What is the relationship between The University of Glasgow and The Centre for Public Policy for Regions (CPPR)?

CPPR is an academic research centre located in the University’s College of Social Sciences.  The CPPR Director is Professor Richard Harris.  Professor Harris holds the Cairncross Chair of Economics and is a full-time member of staff in the University of Glasgow Business School. 

CPPR is concerned with the role of public policy in promoting economic and social development in Scotland and beyond.  It provides 'Quality academic research for better public policies' and has developed a unique role in Scotland providing research and commentary on Scotland's public finances, the Scottish economy and wider public policy issues.  To achieve its goals it publishes reports, papers and hold seminars and policy briefings on the key economic and social challenges facing Scotland and other regions.  CPPR is independent of any political or corporate bodies.

What support is provided by the University to CPPR in financial terms either direct monetary inputs or the provision of accommodation and the use of resources?

CPPR was officially launched in 2004 with a grant of £954,000 (covering 2004-2008) from the Scottish Funding Council.  The initiative was based on a joint collaboration between the Universities of Glasgow and Strathclyde.

The University of Glasgow provides no direct funding to CPPR.  However the University provides assistance in kind to CPPR, as a University centre undertaking academic research.  The University provides office space, computers, access to IT services and library services.  As above, the University has also appointed Professor Harris, a full-time academic member of staff, as the Director of CPPR.


CPPR staff working on public policy:

Jo Armstrong


2004 to date Independent Economist Researcher, CPPR.
Honorary Professor Public Policy, University of Glasgow Business School
Honorary Research Fellow, Built Environment, Herriot Watt University
Associate, The Fraser of Allander Institute, University of Strathclyde
 2001-2003  Policy Adviser, The Scottish Executive / Government
1992-­2001  The Royal Bank of Scotland plc (various roles in Edinburgh and London):
  • Director, RBS/Scottish Power plc joint venture
  • Director, Ecommerce
  • Head of Analysis, Structured Finance
  • Head of Business Economics Unit
  • Energy Economist
1990–1992  Partner, Cousins Stephens Associates
1988–1990  Senior Policy Executive, Scottish Development Agency (SDA)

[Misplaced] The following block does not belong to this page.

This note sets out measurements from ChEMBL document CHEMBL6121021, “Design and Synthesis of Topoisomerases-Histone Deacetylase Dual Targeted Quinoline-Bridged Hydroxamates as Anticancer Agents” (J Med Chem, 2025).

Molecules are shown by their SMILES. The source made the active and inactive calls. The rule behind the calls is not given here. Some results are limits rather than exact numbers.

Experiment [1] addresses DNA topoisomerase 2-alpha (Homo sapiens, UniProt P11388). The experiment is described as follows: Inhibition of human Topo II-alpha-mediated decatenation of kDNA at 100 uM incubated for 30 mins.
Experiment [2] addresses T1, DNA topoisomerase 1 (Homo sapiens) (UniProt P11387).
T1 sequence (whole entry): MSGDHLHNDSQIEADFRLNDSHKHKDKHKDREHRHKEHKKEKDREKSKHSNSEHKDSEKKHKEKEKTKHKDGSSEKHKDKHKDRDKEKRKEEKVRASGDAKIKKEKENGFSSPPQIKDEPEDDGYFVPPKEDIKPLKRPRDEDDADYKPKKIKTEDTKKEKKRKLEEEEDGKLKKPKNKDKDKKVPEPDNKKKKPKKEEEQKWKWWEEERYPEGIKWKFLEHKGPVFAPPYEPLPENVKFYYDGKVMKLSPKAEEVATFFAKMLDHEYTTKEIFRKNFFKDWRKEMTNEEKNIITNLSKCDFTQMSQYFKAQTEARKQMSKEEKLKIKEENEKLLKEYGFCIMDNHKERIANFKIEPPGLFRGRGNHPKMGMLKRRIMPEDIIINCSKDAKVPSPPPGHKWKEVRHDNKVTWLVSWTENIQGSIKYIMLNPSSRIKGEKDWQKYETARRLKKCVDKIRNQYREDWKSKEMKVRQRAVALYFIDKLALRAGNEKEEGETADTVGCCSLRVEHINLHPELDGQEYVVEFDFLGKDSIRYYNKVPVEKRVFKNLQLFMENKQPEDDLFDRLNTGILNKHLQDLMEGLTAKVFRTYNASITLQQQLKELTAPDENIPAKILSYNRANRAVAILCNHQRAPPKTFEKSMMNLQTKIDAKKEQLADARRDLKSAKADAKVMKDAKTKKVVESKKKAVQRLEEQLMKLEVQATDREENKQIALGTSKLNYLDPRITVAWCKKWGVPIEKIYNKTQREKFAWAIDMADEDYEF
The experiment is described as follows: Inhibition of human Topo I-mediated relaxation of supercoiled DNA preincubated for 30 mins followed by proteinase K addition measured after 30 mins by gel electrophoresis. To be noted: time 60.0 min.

1984–1988  Business Analyst, Britoil plc


Corporate Finance representative of the FSA

MSc Economics (ESRC funded, by research), University of Strathclyde

BA Economics, University of Strathclyde

Current Affiliations

Chair and Trustee of Enable Scotland Limited

Political Status

No links or affiliations with any political party or organisation.

Jo was appointed as a Policy Advisor to the Scottish Executive (2001 - 2003), for her corporate finance and business economics expertise.  Such Policy Advisor appointments are made under Nolan Rules. To be appointed to this senior civil service post involved being interviewed by and reporting to the Permanent Secretary and other senior civil servants. It was not a political appointment.


John McLaren


2002 to date  Independent Economist Researcher, and since 2004 affiliated to CPPR. Honorary Professor Public Policy, University of Glasgow Business School since 2011.
 1999-2001  Special Adviser in the Policy Unit of the Scottish Executive for the First Minister of Scotland
 1999  Head of Policy Research at the Scottish Labour Party prior to the 1999 election for the Scottish Parliament.
 1989–1998  Civil Servant (Economic Adviser at the Scottish Office government department)
 1985–1990  Civil Servant (Economic Adviser at H.M. Treasury)
 1984–1986  Researcher in Economics Department at the University of Manchester


B.A. Economics and Social Studies, University of Manchester

Political Status

John was a civil servant at both H.M. Treasury (1985-1988) and at the Scottish Office (1989-1998). During this period he had no political affiliations.

John worked as a researcher for the Labour Party for a year leading up to the first election (1999) of the new Scottish Parliament, being subsequently appointed as a Special Adviser by Donald Dewar, and then by Henry McLeish, for the period up to 2001. John was a member of the Labour Party from 2000 to 2005. In 2006 John was hired by the Labour Party on a consultancy basis to undertake work leading up to the 2007 election.

Since 2002 John has worked as an independent economic consultant and member of CPPR. Since 2005 he has had no political affiliations.